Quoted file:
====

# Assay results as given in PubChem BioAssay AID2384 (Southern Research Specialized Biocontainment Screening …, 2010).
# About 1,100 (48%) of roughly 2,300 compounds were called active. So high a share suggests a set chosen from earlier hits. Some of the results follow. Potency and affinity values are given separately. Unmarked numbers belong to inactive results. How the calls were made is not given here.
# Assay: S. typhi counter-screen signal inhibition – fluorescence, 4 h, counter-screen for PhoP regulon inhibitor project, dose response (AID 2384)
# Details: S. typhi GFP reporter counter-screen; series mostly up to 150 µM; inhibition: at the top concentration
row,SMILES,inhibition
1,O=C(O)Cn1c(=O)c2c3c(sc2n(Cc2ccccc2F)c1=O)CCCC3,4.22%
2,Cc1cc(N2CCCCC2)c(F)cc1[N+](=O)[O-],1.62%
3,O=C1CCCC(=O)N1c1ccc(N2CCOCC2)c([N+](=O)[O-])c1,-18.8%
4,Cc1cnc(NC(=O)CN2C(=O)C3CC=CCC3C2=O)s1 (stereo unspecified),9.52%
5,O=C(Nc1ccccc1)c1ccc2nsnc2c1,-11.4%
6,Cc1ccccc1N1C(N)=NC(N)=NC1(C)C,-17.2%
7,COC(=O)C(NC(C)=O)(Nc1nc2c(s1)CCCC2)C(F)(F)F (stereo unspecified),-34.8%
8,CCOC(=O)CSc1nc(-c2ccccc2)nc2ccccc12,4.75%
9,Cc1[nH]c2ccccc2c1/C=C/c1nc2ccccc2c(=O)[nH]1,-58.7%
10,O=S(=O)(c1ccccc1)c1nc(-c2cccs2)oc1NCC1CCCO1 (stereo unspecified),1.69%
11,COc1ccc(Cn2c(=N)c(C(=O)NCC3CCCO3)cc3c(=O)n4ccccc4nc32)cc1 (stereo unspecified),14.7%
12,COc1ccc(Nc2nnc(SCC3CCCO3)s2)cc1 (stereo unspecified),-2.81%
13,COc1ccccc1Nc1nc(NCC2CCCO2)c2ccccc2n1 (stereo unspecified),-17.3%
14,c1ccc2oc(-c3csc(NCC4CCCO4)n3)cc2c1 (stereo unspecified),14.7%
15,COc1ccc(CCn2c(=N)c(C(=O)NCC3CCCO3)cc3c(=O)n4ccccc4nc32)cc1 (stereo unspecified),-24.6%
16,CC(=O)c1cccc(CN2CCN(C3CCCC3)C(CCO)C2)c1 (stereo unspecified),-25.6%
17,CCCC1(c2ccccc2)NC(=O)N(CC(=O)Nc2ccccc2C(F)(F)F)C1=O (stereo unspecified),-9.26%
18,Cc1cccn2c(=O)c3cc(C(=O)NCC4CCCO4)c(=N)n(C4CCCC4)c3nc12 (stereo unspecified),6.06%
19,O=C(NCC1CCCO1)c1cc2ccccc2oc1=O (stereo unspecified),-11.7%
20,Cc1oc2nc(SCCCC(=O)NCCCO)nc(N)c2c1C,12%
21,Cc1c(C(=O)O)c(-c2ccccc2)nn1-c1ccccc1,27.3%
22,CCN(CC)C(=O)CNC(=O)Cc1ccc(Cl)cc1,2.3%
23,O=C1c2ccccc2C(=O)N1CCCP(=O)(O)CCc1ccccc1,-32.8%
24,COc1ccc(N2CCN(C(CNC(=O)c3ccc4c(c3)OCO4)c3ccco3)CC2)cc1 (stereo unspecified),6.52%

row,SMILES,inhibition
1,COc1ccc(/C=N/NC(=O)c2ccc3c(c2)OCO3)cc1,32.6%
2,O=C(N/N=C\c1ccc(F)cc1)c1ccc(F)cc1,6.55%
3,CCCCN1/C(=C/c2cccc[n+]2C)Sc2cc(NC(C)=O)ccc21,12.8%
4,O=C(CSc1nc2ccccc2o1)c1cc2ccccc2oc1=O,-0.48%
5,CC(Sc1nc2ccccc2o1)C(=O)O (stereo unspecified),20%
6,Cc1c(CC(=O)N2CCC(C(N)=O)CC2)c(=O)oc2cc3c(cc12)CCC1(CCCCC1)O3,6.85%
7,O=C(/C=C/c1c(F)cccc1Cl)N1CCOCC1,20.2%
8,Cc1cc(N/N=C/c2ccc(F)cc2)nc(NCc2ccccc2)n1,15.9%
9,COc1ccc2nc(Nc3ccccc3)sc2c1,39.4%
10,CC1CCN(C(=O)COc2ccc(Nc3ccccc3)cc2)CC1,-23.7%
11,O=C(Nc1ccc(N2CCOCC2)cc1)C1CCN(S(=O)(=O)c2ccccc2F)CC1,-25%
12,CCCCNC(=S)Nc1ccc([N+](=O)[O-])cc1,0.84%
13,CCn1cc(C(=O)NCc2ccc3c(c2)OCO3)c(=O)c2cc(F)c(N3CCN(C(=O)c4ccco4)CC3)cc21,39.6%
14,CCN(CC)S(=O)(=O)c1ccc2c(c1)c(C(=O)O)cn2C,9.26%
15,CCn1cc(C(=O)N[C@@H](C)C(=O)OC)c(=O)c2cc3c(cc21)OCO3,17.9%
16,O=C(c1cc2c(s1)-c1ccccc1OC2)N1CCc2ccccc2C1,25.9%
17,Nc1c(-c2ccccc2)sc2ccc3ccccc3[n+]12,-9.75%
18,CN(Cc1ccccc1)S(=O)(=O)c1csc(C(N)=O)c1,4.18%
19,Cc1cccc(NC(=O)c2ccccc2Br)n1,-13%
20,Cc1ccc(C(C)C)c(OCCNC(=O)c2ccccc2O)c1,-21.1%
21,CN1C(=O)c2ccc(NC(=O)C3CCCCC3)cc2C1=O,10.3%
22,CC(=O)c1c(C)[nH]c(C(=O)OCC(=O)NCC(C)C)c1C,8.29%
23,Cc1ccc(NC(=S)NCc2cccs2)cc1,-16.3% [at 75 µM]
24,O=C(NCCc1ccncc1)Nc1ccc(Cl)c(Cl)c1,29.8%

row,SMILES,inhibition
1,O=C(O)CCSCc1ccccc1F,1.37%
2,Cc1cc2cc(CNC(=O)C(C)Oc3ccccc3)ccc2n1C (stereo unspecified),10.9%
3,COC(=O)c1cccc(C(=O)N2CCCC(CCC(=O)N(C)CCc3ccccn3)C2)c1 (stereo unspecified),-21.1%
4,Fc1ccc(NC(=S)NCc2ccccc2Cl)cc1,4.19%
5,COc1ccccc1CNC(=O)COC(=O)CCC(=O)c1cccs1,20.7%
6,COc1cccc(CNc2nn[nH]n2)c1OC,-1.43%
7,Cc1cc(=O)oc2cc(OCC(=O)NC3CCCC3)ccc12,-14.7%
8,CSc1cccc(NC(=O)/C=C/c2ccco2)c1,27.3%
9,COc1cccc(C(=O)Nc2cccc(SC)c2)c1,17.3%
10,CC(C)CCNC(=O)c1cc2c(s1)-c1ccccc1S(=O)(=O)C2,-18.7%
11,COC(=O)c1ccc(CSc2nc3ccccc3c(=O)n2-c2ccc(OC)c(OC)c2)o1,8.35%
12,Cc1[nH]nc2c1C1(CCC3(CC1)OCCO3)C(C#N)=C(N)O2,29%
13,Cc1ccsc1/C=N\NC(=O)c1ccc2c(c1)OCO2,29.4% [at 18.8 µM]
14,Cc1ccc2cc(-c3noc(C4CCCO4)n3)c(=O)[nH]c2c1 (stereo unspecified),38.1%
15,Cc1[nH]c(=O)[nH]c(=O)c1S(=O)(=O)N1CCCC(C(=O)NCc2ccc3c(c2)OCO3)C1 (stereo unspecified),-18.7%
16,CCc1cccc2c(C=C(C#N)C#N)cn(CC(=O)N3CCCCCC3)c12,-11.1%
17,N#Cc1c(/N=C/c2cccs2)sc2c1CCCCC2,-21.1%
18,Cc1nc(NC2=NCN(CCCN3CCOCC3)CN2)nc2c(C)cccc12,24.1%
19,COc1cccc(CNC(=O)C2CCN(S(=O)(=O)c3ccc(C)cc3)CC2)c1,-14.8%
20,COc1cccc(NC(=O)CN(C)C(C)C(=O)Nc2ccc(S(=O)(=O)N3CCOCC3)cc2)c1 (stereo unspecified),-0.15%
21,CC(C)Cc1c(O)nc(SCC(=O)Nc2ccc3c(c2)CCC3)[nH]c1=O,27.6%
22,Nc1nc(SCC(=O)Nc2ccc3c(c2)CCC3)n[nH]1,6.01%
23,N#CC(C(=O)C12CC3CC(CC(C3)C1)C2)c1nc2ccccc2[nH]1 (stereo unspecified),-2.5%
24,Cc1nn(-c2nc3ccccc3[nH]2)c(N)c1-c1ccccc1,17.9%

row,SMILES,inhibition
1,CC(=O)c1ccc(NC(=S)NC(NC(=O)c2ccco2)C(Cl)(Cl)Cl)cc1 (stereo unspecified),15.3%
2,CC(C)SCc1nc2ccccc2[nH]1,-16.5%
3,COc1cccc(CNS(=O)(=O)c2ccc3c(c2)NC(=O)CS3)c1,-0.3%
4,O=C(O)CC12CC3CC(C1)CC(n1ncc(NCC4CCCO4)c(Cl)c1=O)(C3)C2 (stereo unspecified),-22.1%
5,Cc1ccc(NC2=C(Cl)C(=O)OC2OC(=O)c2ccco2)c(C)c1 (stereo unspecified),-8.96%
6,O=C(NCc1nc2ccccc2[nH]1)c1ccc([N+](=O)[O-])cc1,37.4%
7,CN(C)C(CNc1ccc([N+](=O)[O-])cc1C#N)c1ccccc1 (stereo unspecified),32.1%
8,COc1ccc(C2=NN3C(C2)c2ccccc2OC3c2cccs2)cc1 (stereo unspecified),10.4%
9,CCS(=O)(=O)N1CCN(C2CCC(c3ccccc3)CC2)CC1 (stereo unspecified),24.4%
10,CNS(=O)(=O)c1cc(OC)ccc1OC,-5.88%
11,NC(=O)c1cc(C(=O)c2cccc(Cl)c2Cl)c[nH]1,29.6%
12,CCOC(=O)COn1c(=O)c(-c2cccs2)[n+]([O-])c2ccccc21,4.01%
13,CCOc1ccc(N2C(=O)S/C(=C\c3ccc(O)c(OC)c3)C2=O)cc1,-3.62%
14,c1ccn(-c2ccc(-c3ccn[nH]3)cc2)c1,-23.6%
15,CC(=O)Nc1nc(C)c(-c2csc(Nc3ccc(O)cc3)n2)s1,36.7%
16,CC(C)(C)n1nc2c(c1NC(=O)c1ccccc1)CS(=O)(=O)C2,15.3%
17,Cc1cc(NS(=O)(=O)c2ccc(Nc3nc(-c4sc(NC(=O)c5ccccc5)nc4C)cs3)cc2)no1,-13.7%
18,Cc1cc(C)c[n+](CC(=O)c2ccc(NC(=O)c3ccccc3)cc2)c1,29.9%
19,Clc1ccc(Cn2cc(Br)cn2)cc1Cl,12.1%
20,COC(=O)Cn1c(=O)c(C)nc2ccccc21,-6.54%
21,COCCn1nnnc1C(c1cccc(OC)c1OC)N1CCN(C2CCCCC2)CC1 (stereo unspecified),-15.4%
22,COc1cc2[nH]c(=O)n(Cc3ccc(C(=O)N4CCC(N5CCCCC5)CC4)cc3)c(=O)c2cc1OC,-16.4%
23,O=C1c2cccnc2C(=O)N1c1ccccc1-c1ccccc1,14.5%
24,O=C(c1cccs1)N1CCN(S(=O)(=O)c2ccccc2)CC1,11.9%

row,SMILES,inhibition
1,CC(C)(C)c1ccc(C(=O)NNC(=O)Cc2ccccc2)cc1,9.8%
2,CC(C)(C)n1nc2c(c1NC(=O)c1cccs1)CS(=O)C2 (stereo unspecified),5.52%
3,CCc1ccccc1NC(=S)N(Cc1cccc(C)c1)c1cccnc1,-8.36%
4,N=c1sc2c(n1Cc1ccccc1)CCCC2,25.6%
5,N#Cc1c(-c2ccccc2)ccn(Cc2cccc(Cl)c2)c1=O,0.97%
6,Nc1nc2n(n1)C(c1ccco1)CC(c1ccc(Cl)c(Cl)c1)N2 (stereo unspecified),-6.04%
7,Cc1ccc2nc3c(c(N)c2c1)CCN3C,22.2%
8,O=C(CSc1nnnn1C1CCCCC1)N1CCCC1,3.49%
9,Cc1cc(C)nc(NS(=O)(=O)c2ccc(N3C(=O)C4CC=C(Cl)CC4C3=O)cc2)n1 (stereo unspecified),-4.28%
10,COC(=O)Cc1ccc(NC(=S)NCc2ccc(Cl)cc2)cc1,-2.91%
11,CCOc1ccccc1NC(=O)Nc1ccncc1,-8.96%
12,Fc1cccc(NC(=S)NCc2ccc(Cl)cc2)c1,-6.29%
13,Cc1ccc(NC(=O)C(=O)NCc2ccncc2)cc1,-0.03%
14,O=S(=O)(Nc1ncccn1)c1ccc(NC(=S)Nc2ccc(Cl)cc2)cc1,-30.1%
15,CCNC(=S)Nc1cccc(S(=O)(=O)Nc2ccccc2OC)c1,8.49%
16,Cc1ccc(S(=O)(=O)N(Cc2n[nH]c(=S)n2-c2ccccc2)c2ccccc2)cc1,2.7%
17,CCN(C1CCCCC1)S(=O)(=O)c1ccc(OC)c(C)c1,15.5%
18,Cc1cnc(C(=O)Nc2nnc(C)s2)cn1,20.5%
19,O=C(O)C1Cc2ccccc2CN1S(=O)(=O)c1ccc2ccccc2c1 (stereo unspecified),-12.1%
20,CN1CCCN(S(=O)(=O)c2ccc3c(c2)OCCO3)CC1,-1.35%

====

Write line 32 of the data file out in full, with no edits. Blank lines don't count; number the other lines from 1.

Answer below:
2,O=C(N/N=C\c1ccc(F)cc1)c1ccc(F)cc1,6.55%